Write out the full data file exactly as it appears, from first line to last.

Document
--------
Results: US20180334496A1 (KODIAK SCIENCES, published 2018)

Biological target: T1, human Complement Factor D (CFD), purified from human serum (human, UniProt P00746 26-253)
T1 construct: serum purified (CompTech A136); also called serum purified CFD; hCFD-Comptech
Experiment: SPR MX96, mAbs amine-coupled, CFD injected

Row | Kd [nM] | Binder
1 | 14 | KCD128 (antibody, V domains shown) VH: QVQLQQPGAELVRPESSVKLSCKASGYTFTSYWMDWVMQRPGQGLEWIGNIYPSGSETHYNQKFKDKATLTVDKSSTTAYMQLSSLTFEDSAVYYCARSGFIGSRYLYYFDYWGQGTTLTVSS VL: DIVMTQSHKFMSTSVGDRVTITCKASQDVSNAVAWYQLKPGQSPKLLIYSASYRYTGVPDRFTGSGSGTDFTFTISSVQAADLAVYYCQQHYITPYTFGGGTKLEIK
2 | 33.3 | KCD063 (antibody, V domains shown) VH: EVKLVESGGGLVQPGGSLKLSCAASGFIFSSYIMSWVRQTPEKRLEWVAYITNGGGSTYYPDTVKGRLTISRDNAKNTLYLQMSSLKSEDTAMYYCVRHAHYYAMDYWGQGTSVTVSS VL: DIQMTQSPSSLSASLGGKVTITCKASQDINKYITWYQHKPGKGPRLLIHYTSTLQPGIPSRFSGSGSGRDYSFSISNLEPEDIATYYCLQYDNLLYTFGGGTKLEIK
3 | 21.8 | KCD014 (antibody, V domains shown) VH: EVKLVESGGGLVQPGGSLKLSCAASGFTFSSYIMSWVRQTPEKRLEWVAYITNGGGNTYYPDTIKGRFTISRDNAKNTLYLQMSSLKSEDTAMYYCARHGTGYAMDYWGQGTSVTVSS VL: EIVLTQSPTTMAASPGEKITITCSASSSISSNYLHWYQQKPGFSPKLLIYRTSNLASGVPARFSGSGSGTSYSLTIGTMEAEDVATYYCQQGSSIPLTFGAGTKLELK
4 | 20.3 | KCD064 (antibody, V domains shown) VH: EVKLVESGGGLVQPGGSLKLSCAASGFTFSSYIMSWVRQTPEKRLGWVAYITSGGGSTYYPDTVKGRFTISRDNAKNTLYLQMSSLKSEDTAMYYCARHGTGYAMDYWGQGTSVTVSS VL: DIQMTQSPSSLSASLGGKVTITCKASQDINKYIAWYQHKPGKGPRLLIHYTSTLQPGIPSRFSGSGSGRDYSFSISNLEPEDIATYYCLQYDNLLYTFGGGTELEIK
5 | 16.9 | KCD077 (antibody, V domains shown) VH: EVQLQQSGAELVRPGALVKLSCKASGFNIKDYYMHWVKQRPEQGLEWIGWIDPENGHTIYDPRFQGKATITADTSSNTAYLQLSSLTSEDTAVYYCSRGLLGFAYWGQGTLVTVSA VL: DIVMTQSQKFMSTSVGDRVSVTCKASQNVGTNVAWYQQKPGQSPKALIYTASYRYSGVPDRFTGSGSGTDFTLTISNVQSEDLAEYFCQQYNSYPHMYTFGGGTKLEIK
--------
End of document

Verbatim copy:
Results: US20180334496A1 (KODIAK SCIENCES, published 2018)

Biological target: T1, human Complement Factor D (CFD), purified from human serum (human, UniProt P00746 26-253)
T1 construct: serum purified (CompTech A136); also called serum purified CFD; hCFD-Comptech
Experiment: SPR MX96, mAbs amine-coupled, CFD injected

Row | Kd [nM] | Binder
1 | 14 | KCD128 (antibody, V domains shown) VH: QVQLQQPGAELVRPESSVKLSCKASGYTFTSYWMDWVMQRPGQGLEWIGNIYPSGSETHYNQKFKDKATLTVDKSSTTAYMQLSSLTFEDSAVYYCARSGFIGSRYLYYFDYWGQGTTLTVSS VL: DIVMTQSHKFMSTSVGDRVTITCKASQDVSNAVAWYQLKPGQSPKLLIYSASYRYTGVPDRFTGSGSGTDFTFTISSVQAADLAVYYCQQHYITPYTFGGGTKLEIK
2 | 33.3 | KCD063 (antibody, V domains shown) VH: EVKLVESGGGLVQPGGSLKLSCAASGFIFSSYIMSWVRQTPEKRLEWVAYITNGGGSTYYPDTVKGRLTISRDNAKNTLYLQMSSLKSEDTAMYYCVRHAHYYAMDYWGQGTSVTVSS VL: DIQMTQSPSSLSASLGGKVTITCKASQDINKYITWYQHKPGKGPRLLIHYTSTLQPGIPSRFSGSGSGRDYSFSISNLEPEDIATYYCLQYDNLLYTFGGGTKLEIK
3 | 21.8 | KCD014 (antibody, V domains shown) VH: EVKLVESGGGLVQPGGSLKLSCAASGFTFSSYIMSWVRQTPEKRLEWVAYITNGGGNTYYPDTIKGRFTISRDNAKNTLYLQMSSLKSEDTAMYYCARHGTGYAMDYWGQGTSVTVSS VL: EIVLTQSPTTMAASPGEKITITCSASSSISSNYLHWYQQKPGFSPKLLIYRTSNLASGVPARFSGSGSGTSYSLTIGTMEAEDVATYYCQQGSSIPLTFGAGTKLELK
4 | 20.3 | KCD064 (antibody, V domains shown) VH: EVKLVESGGGLVQPGGSLKLSCAASGFTFSSYIMSWVRQTPEKRLGWVAYITSGGGSTYYPDTVKGRFTISRDNAKNTLYLQMSSLKSEDTAMYYCARHGTGYAMDYWGQGTSVTVSS VL: DIQMTQSPSSLSASLGGKVTITCKASQDINKYIAWYQHKPGKGPRLLIHYTSTLQPGIPSRFSGSGSGRDYSFSISNLEPEDIATYYCLQYDNLLYTFGGGTELEIK
5 | 16.9 | KCD077 (antibody, V domains shown) VH: EVQLQQSGAELVRPGALVKLSCKASGFNIKDYYMHWVKQRPEQGLEWIGWIDPENGHTIYDPRFQGKATITADTSSNTAYLQLSSLTSEDTAVYYCSRGLLGFAYWGQGTLVTVSA VL: DIVMTQSQKFMSTSVGDRVSVTCKASQNVGTNVAWYQQKPGQSPKALIYTASYRYSGVPDRFTGSGSGTDFTLTISNVQSEDLAEYFCQQYNSYPHMYTFGGGTKLEIK